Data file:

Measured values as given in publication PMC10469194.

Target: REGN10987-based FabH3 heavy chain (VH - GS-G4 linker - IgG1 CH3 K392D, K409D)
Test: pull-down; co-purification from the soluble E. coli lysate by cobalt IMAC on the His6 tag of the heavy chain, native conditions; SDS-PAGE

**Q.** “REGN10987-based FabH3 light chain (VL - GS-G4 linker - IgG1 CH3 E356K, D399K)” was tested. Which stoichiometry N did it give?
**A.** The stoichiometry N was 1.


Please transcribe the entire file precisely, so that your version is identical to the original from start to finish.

Measured values as given in publication PMC10469194.

Target: REGN10987-based FabH3 heavy chain (VH - GS-G4 linker - IgG1 CH3 K392D, K409D)
Test: pull-down; co-purification from the soluble E. coli lysate by cobalt IMAC on the His6 tag of the heavy chain, native conditions; SDS-PAGE

**Q.** “REGN10987-based FabH3 light chain (VL - GS-G4 linker - IgG1 CH3 E356K, D399K)” was tested. Which stoichiometry N did it give?
**A.** The stoichiometry N was 1.